Sweet smoke from incense wafted about in the still humid morning air. The red tilak placed between my eyebrows by a damp finger covered the seat of memory and thinking. A few uncooked grains of rice were flung at me, to make a point. All this was meant to protect my energy and, being red, to channel my warrior instincts, As it dried, it itched. Mindlessly I kept rubbing at it with my hand as we navigated up the packed roads toward the Delhi outskirts. By the time I looked in the visor mirror, it was smeared all over my forehead. Energy dispersed. I took a wet wipe to the red swath above my eyes as we headed north on the Grand Trunk Road.


Unlike previous trips I haven’t present a completed map yet, thinking you might like to piece together our route yourself, using Google Earth so you can see how high we’re going to be. Our stopping points:
Sarchu Pass
Uleytokpo (~50km west of Leh)

We’ll be traversing 4 of India’s 29 states: Delhi, Himachal Pradesh, Punjab and Jammu-Kashmir. Each state used to have its own ruler of course, before all were combined into one India. And there were varying ethnicities, too. All of which is to say that India is not one homogenous country, but a country that has been melded starting in 1947 and continuing for decades thereafter. Take a look

Happy researching and keep your fingers crossed that we drive safely.

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As the Wheel Turns 3



It’s monsoon in the high hilltop town of Shimla, favorite retreat of the British during the Raj, the place where they escaped the heat and humidity of Delhi. I can relate. Delhi has been unspeakably hot and humid and, Raj or no, I am happy with the promise of coolness.


The rain is a clear, beaded curtain of water drops. Before, the air is heavy as an old wool blanket. After, it’s ten degrees cooler and the air is fresh as clean laundry. When the first strands slash to the ground I take my bare feet outside to savor the cool puddles. Two black-haired girls in bright sweaters crouch under a purple and a yellow umbrella, laughing as they inspect rivulets coursing down their steep lane. The hotel staff looks askance as I lift my face to the trees to feel the water from head to toe.


Monsoon time is tricky, like an eccentric uncle who promises a visit, but then doesn’t show. What can you do but wait and wonder? Here the monsoon’s arrival was announced for June 29. A drizzle showed up, and a puny, silent drizzle at that, with not even a grumble of thunder. Like petty nobility standing in for an absent duke, it’s a poor substitute, despite having its own title: pre-monsoon.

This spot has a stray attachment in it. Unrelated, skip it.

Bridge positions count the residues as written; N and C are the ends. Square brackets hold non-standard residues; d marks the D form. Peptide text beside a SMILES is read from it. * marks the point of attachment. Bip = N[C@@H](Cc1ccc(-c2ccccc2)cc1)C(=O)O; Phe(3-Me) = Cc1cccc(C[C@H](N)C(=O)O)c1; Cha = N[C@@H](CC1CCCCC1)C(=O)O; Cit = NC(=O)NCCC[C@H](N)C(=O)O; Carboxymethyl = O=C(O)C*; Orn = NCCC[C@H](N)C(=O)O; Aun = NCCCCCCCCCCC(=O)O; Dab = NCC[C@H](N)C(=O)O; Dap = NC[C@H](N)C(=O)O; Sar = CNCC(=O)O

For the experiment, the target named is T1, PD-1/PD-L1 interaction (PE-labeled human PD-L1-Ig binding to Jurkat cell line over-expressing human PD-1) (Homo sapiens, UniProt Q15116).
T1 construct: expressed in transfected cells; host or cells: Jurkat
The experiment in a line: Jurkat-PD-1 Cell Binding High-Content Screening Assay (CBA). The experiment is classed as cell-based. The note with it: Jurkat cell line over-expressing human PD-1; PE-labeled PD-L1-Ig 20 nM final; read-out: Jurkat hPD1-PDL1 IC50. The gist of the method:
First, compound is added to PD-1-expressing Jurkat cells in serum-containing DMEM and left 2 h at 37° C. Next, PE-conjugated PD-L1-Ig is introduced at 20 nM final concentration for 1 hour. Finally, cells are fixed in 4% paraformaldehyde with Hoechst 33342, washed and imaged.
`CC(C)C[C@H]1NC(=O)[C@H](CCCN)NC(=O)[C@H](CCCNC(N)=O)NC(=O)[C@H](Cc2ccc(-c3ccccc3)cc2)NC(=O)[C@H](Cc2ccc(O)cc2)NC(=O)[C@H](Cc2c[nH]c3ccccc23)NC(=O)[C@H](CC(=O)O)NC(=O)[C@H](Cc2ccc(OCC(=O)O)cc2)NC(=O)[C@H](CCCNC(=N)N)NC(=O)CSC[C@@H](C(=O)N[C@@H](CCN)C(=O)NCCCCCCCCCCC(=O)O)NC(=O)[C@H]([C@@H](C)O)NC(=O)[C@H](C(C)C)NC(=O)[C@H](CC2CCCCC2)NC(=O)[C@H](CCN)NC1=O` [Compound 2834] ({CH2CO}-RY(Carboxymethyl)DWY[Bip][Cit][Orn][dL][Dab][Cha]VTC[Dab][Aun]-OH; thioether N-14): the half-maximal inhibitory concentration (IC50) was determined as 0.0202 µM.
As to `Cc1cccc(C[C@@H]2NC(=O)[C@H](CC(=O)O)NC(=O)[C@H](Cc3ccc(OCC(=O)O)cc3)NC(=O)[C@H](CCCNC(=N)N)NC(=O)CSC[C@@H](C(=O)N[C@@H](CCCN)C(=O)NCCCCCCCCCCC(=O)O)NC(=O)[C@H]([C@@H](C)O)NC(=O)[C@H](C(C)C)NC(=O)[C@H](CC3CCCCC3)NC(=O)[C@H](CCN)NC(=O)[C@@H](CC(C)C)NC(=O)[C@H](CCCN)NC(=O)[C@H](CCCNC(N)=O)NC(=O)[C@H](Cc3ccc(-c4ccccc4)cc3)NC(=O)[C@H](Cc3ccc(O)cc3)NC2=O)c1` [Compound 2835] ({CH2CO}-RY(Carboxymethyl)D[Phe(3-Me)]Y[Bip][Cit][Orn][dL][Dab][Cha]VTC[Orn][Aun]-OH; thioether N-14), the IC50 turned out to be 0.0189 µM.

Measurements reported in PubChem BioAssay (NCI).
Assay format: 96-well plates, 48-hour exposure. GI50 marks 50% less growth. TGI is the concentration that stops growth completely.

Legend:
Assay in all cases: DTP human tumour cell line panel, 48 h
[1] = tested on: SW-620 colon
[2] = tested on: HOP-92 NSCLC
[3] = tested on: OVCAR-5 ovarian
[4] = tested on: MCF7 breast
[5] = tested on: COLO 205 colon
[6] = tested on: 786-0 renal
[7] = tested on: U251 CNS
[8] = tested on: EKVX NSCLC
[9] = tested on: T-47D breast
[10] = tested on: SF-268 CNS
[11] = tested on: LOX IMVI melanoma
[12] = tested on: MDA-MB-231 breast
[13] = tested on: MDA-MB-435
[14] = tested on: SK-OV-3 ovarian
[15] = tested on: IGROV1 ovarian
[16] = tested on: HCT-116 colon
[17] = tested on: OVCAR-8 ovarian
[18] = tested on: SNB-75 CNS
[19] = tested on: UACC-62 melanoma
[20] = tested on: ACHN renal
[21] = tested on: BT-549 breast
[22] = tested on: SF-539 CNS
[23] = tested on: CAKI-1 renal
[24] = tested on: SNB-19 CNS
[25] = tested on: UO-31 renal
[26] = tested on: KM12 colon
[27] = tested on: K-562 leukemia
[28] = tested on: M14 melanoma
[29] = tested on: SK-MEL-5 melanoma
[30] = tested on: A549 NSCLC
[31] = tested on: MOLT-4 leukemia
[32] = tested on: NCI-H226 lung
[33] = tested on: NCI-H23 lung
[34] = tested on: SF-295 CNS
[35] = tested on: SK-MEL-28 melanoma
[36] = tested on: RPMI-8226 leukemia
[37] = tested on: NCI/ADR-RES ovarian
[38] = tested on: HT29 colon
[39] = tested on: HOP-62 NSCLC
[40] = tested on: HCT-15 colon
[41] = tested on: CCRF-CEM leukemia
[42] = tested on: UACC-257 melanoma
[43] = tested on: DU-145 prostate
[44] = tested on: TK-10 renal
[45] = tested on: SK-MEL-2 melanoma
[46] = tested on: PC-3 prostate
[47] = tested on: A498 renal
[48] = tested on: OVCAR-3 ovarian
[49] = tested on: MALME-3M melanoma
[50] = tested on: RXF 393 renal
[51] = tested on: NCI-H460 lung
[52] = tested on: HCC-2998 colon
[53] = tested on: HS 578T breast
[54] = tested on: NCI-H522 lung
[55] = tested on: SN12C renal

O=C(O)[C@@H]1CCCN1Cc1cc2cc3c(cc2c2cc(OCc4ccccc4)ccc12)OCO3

When the real monsoon arrives, days late and oblivious to the furor its delay has caused, it comes with a bang, deluging the passes, relocating scree, rock and mud onto roads distressed by a rough winter, encouraging fragile underpinnings to slip away, at which the remainder of road i tumbles into the gorge below. Wedding dates predicted to be auspicious now will be. That the bride strolls in under a gauzy fuchsia awning sagging beneath a swimming pool’s worth of water, or that bouquets of drowned pink and white gerbera daisies droop overhead, is no matter. Everyone is joyous, relieved, wet. Life can go on.


Our drive has been much tougher than we expected, as we share the road with hundreds of heavy cargo trucks and oil tankers, the latter hauling fuel to the Indian military bases that line Jammu-Kashmir. They chug at a painful crawl up steep rocky roads as twisted as cold spaghetti. We pass ten of them and congratulate ourselves on the accomplishment, relieved to be done with the big guys, only to round a corner and see ten more in the distance.


The truck drivers are so familiar with the road they could drive it in their sleep, which we hope is not the case as we toot and honk our way around one blind curve after another. They’re helpful and polite, know where passing is possible and wave us around with a flick of a brown hand outside an open window. Sometimes the driver, head wrapped in a ragged scarf, t-shirt blackened with grime, will flash a smile as we wave a thank you.


One gaily painted truck broke down, neatly blocking half the road, with a long tumble into a coursing glacial river as the reward for misjudging the space for squeezing by. The army showed up lickety-split (one benefit of having lots of bases around), to help sort out the uphill and downhill blockage.


We press on over ever-higher passes, Rohtang La at 3978 meters, then Baralacha La at 4890 meters. It’s a rattling, jarring, shattering drive, during we ask over and over as we reach a plateau: “Do you think this is the top?” Yet we know that every summit here is marked by tangles of prayer flags and until we see them we must keep climbing.


At times there is pavement, and it’s like heaven to drive on it. I can release the grab bar, roll out my neck and shoulders, search the road side for an appealing Dhaba, a roadside food shop. It’s “No,” to those that welcome the trucks; they look to permeated with diesel and oil. And it’s also “No,” to hotels. They’re too empty, suggesting a kitchen with food that’s spoiled and pans that are too cool to kill bacteria.


We stop in front of a river crossing which, by the number of people sitting at stalls looking sleepy and bored, speaks of being a bus-stop, too. Within short order we have masala tea and two chapatis stuffed with spiced potatoes, supplemented by a packet of cashew biscuits and two Cadbury chocolate bars.


By the time we arrive at our tented camp for the evening, on the windswept plains of Sarchu, I have been so shaken, rattled and rolled that I’m light-headed. Or perhaps it’s being at 4,200 meters. Regardless, it is a true joy to walk around the level grassy plain. My delight at finding large clumps of edelweiss in bloom is even greater having been told I’d see them in the Dolomites and not found a one.


Ahead, Thalang La at 5329 meters, beckons. After that it’s all downhill into Leh, where monks are dancing in masks, and the Dalai Lama has arrived to celebrate his 79th birthday. But for tonight there’s a vegetarian buffet in the dining tent, good company to share it with, and me swaddled in four layers of tops and two sets of pants, hoping that’ll be enough to keep me warm through what promises to be a bitter cold night.